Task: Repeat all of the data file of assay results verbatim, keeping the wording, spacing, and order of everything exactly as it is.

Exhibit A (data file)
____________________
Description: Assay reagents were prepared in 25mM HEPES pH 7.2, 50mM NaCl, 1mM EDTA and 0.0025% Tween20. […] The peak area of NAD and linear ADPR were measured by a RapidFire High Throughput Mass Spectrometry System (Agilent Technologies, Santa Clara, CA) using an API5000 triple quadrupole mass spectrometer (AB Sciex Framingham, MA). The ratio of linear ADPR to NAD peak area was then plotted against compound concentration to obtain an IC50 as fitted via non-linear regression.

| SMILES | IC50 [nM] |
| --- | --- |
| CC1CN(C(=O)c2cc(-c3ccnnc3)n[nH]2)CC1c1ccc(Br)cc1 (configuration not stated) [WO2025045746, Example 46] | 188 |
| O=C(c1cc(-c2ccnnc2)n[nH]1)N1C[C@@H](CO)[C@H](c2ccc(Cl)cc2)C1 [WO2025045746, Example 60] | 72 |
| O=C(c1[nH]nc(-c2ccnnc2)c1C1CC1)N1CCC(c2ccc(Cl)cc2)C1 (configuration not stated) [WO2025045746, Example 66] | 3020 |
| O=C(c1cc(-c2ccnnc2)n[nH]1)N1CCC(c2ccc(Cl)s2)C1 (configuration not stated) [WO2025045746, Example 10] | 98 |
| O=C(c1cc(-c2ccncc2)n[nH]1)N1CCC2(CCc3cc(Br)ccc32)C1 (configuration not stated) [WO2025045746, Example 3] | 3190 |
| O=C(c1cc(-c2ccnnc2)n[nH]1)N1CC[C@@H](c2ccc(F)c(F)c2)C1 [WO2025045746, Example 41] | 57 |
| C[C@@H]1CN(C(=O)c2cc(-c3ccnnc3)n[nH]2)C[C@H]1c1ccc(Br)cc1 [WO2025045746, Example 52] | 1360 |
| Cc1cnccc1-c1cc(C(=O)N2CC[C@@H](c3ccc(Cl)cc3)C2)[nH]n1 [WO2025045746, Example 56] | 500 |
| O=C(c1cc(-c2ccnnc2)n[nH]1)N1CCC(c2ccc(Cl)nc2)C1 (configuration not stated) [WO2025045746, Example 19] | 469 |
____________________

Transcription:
Description: Assay reagents were prepared in 25mM HEPES pH 7.2, 50mM NaCl, 1mM EDTA and 0.0025% Tween20. […] The peak area of NAD and linear ADPR were measured by a RapidFire High Throughput Mass Spectrometry System (Agilent Technologies, Santa Clara, CA) using an API5000 triple quadrupole mass spectrometer (AB Sciex Framingham, MA). The ratio of linear ADPR to NAD peak area was then plotted against compound concentration to obtain an IC50 as fitted via non-linear regression.

| SMILES | IC50 [nM] |
| --- | --- |
| CC1CN(C(=O)c2cc(-c3ccnnc3)n[nH]2)CC1c1ccc(Br)cc1 (configuration not stated) [WO2025045746, Example 46] | 188 |
| O=C(c1cc(-c2ccnnc2)n[nH]1)N1C[C@@H](CO)[C@H](c2ccc(Cl)cc2)C1 [WO2025045746, Example 60] | 72 |
| O=C(c1[nH]nc(-c2ccnnc2)c1C1CC1)N1CCC(c2ccc(Cl)cc2)C1 (configuration not stated) [WO2025045746, Example 66] | 3020 |
| O=C(c1cc(-c2ccnnc2)n[nH]1)N1CCC(c2ccc(Cl)s2)C1 (configuration not stated) [WO2025045746, Example 10] | 98 |
| O=C(c1cc(-c2ccncc2)n[nH]1)N1CCC2(CCc3cc(Br)ccc32)C1 (configuration not stated) [WO2025045746, Example 3] | 3190 |
| O=C(c1cc(-c2ccnnc2)n[nH]1)N1CC[C@@H](c2ccc(F)c(F)c2)C1 [WO2025045746, Example 41] | 57 |
| C[C@@H]1CN(C(=O)c2cc(-c3ccnnc3)n[nH]2)C[C@H]1c1ccc(Br)cc1 [WO2025045746, Example 52] | 1360 |
| Cc1cnccc1-c1cc(C(=O)N2CC[C@@H](c3ccc(Cl)cc3)C2)[nH]n1 [WO2025045746, Example 56] | 500 |
| O=C(c1cc(-c2ccnnc2)n[nH]1)N1CCC(c2ccc(Cl)nc2)C1 (configuration not stated) [WO2025045746, Example 19] | 469 |